The 2-day workshop is structured around 3 themes: 1) Building and disseminating new microscopy methods; 2) Computation for generating image data and their analysis; 3) Creating the infrastructure that enables interdisciplinary collaboration and training.

The Workshop is to be held at MBLon November 26-28, 2018. The logistical organization of the workshop will be coordinated by Alison Crawford, who is Director of Strategic Initiatives at the Marine Biological Laboratory (acrawford@mbl.edu).

Broader Impacts:

Expected concrete outcomes

The immediate outcome of this workshop will be a white paper, to be published in a biology journal, that will identify the needs and opportunities for interdisciplinary collaboration and training in developing new imaging technologies and their effective integration and dissemination into biological research. The medium-term outcome will be the creation of guidelines in establishing the infrastructure that can meet these needs.

Broader impact on scientific communities

The workshop and its concrete outcomes will help identify the course of actions needed for making interdisciplinary research and training more effective in biological imaging, possibly including the creation of regional and national centers for innovation, dissemination, and training in biological imaging. Such centers would create new training opportunities for students and more senior colleagues from different disciplines, who wish to work at the interface and bridge scientific disciplines.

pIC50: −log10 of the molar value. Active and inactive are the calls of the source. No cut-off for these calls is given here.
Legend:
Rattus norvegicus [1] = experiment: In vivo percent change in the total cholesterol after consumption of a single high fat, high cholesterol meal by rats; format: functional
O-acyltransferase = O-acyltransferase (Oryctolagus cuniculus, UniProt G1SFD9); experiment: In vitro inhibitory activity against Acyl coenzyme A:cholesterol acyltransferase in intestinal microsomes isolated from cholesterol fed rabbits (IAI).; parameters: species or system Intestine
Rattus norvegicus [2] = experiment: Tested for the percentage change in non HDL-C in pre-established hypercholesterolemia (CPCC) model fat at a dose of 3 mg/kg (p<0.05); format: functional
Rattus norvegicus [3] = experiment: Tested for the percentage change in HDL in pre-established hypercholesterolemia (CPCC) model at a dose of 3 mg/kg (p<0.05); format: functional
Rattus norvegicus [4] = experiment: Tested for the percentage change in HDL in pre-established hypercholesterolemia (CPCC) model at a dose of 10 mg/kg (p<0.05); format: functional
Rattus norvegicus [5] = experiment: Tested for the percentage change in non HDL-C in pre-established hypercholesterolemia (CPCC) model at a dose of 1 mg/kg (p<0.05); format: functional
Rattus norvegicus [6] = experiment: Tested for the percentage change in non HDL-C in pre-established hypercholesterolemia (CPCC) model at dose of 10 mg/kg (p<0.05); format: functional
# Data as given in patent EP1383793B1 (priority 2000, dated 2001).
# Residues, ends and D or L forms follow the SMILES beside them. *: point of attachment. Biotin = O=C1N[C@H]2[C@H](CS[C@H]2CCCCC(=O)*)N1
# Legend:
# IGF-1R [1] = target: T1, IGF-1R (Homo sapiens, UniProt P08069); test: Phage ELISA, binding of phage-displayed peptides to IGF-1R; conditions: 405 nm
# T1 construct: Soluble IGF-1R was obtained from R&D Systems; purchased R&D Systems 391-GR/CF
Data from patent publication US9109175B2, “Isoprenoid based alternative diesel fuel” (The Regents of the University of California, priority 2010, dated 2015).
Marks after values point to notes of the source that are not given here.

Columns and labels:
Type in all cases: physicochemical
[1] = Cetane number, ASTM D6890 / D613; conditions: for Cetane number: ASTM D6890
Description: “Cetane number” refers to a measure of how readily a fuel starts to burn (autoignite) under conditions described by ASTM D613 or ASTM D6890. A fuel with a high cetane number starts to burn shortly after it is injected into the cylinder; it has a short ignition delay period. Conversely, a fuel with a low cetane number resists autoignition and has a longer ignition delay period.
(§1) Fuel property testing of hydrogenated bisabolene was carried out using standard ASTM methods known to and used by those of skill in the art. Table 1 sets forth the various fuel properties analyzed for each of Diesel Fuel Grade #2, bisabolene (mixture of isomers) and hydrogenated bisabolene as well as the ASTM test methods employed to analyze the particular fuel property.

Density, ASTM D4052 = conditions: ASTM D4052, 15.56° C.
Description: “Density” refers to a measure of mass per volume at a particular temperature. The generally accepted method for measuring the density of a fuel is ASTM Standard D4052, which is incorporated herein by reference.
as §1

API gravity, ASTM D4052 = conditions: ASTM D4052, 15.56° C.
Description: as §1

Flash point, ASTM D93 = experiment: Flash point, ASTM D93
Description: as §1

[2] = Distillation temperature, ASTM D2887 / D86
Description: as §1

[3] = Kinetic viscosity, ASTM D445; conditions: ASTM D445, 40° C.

Activities for trainees

Invited trainees will be asked to bring a poster about their research, highlighting the interdisciplinary aspects. Posters will be displayed on Tuesday and attendees will be able to view and discuss the work during lunch and the hour that follows it.

On Tuesday morning, a moderated discussion is planned about what it is like to work at the interface of several disciplines. On Tuesday afternoon, a moderated Podium Discussion will include perspectives from trainees to help trigger questions and raised issues that were not addressed earlier in the day.

Efforts in broadening participation

The workshop will be broadly advertised to the research community and will be open for registration to everybody who is willing to pay their own way. The list of invitees reflects an outreach to underrepresented groups and diverse institutions, including the University of Puerto Rico, and local colleges, including Wheaton College and Bridgewater University.Discussions at the workshop will include ways for smaller and less resourced institutions to gain access to advanced imaging.

Additional information on MBL’s Imaging Innovation Initiative.